The conference was neither so short nor so conclusive
as the lady had designed. The gentleman was not
so easily satisfied. He had all the disposition to
persevere that Sir Thomas could wish him. He had vanity,
which strongly inclined him in the first place to think
she did love him, though she might not know it herself;
and which, secondly, when constrained at last to admit
that she did know her own present feelings, convinced him
that he should be able in time to make those feelings
what he wished.
He was in love, very much in love; and it was a love which,
operating on an active, sanguine spirit, of more warmth
than delicacy, made her affection appear of greater
consequence because it was withheld, and determined him
to have the glory, as well as the felicity, of forcing
her to love him.
He would not despair: he would not desist. He had every
well-grounded reason for solid attachment; he knew her
to have all the worth that could justify the warmest
hopes of lasting happiness with her; her conduct at this
very time, by speaking the disinterestedness and delicacy
of her character (qualities which he believed most rare
indeed), was of a sort to heighten all his wishes,
and confirm all his resolutions. He knew not that he had a
pre-engaged heart to attack. Of _that_ he had no suspicion.
He considered her rather as one who had never thought
on the subject enough to be in danger; who had been
guarded by youth, a youth of mind as lovely as of person;
whose modesty had prevented her from understanding
his attentions, and who was still overpowered by the
suddenness of addresses so wholly unexpected, and the novelty
of a situation which her fancy had never taken into account.
Must it not follow of course, that, when he was understood,
he should succeed? He believed it fully. Love such as his,
in a man like himself, must with perseverance secure a return,
and at no great distance; and he had so much delight in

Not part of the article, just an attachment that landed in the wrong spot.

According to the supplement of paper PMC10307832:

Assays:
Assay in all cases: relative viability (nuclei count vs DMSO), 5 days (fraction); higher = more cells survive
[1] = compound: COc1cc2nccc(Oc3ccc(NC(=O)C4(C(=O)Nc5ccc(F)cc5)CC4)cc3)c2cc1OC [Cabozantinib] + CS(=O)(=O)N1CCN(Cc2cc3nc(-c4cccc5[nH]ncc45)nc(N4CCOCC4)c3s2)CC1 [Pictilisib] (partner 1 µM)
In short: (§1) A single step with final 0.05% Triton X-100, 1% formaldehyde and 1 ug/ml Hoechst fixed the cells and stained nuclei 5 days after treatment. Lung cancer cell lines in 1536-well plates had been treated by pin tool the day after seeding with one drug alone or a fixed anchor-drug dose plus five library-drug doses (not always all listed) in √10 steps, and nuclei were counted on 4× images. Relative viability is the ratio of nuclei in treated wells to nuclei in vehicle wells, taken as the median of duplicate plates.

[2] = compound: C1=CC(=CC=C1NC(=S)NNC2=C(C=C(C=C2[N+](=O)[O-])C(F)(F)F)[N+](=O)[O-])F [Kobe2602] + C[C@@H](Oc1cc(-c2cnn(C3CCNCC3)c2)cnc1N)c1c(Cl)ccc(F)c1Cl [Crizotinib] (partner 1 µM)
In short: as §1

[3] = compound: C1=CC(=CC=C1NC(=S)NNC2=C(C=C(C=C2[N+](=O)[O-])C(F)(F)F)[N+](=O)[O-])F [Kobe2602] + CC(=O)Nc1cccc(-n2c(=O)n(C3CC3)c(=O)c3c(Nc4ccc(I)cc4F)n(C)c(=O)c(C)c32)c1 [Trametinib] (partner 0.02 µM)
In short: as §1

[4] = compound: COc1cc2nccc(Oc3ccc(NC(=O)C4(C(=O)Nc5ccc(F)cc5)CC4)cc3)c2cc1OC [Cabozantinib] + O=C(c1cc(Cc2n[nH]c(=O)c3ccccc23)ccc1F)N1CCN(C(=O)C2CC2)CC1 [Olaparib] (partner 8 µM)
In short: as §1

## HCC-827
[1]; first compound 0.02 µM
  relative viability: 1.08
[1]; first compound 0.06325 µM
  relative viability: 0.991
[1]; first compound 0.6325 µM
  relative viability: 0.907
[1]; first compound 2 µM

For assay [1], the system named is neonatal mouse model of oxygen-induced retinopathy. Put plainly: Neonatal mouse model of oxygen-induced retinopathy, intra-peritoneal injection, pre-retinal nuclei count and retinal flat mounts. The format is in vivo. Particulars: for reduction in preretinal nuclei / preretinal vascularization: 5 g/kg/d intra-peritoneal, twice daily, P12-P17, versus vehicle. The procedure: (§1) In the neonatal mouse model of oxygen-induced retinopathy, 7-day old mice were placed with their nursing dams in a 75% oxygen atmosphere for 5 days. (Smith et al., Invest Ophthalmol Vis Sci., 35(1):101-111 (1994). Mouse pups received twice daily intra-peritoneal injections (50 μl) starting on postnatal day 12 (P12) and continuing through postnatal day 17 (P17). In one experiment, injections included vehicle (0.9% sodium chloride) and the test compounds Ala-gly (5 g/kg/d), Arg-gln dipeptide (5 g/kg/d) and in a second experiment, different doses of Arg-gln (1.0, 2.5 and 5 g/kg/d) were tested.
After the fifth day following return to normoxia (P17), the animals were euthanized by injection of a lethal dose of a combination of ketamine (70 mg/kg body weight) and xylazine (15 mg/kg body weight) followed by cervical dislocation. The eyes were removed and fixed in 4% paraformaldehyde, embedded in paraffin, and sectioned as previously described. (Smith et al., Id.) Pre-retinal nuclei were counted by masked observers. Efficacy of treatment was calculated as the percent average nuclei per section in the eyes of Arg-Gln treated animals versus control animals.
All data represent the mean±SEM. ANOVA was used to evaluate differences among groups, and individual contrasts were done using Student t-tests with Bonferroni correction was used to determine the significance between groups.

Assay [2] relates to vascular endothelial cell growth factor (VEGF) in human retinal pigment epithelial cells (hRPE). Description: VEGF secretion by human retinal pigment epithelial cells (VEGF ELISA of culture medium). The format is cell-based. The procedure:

the idea of obliging her to love him in a very short time,
that her not loving him now was scarcely regretted.
A little difficulty to be overcome was no evil to
Henry Crawford. He rather derived spirits from it.
He had been apt to gain hearts too easily. His situation
was new and animating.
To Fanny, however, who had known too much opposition all her
life to find any charm in it, all this was unintelligible.
She found that he did mean to persevere; but how he could,
after such language from her as she felt herself obliged
to use, was not to be understood. She told him that she
did not love him, could not love him, was sure she never
should love him; that such a change was quite impossible;
that the subject was most painful to her; that she must
entreat him never to mention it again, to allow her to leave
him at once, and let it be considered as concluded for ever.
And when farther pressed, had added, that in her opinion
their dispositions were so totally dissimilar as to make
mutual affection incompatible; and that they were unfitted
for each other by nature, education, and habit. All this
she had said, and with the earnestness of sincerity;
yet this was not enough, for he immediately denied there
being anything uncongenial in their characters, or anything
unfriendly in their situations; and positively declared,
that he would still love, and still hope!
Fanny knew her own meaning, but was no judge of her own manner.
Her manner was incurably gentle; and she was not aware
how much it concealed the sternness of her purpose.
Her diffidence, gratitude, and softness made every expression
of indifference seem almost an effort of self-denial;
seem, at least, to be giving nearly as much pain to herself
as to him. Mr. Crawford was no longer the Mr. Crawford who,
as the clandestine, insidious, treacherous admirer of
Maria Bertram, had been her abhorrence, whom she had hated
to see or to speak to, in whom she could believe no good
quality to exist, and whose power, even of being agreeable,